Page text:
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Dec 9, 2011

Madagascar: The Farm, part 2 (drying)

Just a reminder, we won’t be at this week’s Noe Valley Farmer’s Market due to some machine issues.

After spending most of the day looking at the trees, pods, and harvesting, we spent the last part of the afternoon looking at the bean drying process. After the beans have been fermented (we were too late to see that part this day, but we’ll cover it in another post), they have to be dried. Bean genetics, fermentation, and the environment where the beans are grown play a large part in determining the flavor. Drying can’t be ignored, though, as it also has a big impact on the final flavor. Here are some beans drying on the concrete on their first day post-fermentation:

To make sure the beans are spread out evenly and don’t clump up, the workers draw coarse rakes over the beans:

As Bertil explained, the first part of drying is to stop fermentation of the beans. Since fermentation generally takes place between 47 C and 52 C, you can either cool the beans down (e.g. by washing them) or heat them up (e.g. by putting them on hot concrete). Concrete works well because it’s hot (but not too hot) and it’s less likely to stick to the still wet beans. Usually, after a day or maybe  two of limited drying on concrete, the beans are moved to the mobile wooden drying beds:

The other part of drying is, not surprisingly, letting moisture, both water and acetic acid, out of the bean. How much acid you let out has a big impact on the flavor, with some makers preferring a more acidic taste and others preferring a more mellow flavor. You can control how much acid stays in the bean by varying how long the beans are left in the sun. Counterintuitively, the longer the beans are left in the sun, especially early on, the more acid stays in the bean. This happens because the outer shell of the bean dries first which then prevents any more acid from escaping. By getting the beans out of the sun sooner, the outer shell stays wet and the insides can keep drying. The great thing about visiting the farm and working with the farmer directly is that we can provide input on the drying process in order to get the flavor we want!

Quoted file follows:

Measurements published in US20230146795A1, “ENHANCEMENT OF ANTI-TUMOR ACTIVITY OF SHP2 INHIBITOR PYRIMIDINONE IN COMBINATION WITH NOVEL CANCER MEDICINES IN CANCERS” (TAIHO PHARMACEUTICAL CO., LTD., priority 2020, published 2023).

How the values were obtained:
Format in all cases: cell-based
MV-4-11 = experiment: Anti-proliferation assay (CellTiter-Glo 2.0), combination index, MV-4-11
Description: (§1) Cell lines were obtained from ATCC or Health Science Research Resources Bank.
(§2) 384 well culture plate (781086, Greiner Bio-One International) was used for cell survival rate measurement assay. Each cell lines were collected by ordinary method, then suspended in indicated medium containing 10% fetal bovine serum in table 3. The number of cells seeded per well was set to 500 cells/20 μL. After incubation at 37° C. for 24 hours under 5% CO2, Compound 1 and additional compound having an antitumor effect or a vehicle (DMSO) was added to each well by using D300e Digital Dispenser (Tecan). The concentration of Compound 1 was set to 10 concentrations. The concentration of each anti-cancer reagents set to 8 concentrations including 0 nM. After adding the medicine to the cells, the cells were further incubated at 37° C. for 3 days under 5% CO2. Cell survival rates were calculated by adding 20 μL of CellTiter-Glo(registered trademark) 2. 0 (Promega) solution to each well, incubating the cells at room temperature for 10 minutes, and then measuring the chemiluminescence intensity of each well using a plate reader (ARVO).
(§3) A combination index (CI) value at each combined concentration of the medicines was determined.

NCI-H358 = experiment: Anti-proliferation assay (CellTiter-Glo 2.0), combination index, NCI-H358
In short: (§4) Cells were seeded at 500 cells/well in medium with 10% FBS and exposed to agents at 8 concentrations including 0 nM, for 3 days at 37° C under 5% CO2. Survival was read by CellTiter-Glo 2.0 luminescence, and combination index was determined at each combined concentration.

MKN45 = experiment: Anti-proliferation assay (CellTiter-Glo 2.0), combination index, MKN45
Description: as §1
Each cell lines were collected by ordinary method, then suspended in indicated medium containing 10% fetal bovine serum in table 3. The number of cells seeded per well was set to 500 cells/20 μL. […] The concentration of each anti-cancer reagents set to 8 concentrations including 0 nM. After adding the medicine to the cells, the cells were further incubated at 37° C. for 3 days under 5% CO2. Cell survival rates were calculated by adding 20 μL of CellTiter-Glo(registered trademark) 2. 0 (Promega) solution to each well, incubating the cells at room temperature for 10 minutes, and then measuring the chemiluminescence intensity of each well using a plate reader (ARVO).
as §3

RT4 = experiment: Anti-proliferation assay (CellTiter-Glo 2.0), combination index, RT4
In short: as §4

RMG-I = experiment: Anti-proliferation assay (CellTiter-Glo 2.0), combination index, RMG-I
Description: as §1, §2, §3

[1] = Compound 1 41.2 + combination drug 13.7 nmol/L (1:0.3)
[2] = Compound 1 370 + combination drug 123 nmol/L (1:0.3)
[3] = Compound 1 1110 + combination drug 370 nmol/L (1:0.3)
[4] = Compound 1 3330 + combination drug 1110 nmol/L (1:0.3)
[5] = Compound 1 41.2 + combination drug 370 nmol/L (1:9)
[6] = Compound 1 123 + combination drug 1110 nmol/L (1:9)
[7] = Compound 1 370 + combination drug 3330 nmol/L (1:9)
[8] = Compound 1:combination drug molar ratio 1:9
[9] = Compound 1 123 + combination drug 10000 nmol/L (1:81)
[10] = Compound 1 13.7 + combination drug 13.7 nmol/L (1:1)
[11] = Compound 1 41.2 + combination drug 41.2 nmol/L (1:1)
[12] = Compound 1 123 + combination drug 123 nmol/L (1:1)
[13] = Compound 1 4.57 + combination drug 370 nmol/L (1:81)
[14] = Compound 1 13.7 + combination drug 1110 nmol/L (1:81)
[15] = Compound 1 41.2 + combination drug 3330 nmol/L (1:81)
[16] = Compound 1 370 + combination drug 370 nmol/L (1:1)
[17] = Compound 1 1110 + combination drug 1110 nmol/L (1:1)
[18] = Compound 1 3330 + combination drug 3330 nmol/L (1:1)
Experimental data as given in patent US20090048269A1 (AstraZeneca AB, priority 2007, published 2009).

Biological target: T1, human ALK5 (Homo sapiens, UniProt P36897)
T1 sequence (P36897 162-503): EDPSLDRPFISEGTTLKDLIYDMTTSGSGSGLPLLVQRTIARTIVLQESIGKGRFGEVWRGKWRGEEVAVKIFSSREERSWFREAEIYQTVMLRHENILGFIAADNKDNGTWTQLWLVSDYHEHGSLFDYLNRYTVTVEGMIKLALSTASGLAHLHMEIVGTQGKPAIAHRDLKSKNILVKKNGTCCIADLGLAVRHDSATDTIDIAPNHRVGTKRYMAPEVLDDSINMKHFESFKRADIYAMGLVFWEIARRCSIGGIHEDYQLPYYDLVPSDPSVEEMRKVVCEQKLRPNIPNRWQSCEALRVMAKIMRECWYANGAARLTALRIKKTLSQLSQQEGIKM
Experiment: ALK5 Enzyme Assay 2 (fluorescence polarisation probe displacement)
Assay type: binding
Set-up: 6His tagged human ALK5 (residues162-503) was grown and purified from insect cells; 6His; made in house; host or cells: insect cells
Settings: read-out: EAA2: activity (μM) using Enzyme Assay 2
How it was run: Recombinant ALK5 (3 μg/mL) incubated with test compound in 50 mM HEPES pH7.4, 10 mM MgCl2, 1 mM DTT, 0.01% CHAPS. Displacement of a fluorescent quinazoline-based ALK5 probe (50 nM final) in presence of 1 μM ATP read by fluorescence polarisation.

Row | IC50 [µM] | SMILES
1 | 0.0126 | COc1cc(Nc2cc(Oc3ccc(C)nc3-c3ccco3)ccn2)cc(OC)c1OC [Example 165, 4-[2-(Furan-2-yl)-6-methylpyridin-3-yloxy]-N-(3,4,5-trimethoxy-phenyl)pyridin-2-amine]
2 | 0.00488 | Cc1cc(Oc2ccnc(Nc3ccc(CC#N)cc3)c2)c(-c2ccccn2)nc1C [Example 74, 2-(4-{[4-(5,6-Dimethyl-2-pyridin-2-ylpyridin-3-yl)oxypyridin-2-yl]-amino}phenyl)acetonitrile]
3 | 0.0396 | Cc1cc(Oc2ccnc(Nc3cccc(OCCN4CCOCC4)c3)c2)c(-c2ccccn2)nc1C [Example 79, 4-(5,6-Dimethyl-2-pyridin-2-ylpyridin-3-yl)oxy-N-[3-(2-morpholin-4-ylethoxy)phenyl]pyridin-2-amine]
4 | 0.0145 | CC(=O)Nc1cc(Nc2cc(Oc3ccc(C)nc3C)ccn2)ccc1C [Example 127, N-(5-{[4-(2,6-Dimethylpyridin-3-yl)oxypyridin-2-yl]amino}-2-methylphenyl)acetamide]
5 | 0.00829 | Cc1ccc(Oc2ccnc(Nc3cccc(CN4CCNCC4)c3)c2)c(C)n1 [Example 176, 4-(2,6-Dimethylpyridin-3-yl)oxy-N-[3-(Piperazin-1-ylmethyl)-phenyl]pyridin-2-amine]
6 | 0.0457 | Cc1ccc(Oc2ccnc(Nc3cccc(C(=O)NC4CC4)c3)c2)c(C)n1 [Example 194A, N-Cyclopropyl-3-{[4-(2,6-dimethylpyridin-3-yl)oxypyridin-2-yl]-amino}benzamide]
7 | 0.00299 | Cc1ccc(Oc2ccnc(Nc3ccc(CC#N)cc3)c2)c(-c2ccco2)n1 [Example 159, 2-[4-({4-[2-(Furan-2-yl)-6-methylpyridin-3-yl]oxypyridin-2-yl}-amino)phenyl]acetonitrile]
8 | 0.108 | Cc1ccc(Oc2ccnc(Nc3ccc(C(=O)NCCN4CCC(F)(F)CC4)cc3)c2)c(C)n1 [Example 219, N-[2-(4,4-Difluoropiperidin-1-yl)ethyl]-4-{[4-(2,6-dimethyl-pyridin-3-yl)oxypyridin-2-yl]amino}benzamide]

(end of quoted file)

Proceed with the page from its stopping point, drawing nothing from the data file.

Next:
Once the beans have been out in the sun long enough for the desired flavor, they’re gathered up and moved inside, where they’ll rest (and continue to dry) until they’re moved back outside the next day:

It depends on the weather, but drying often takes about a total of seven days.

Since all of the other pictures in this post are mostly brown, here’s a picture of the delicious mango (from the tree outside Ivan’s house) I had for breakfast:


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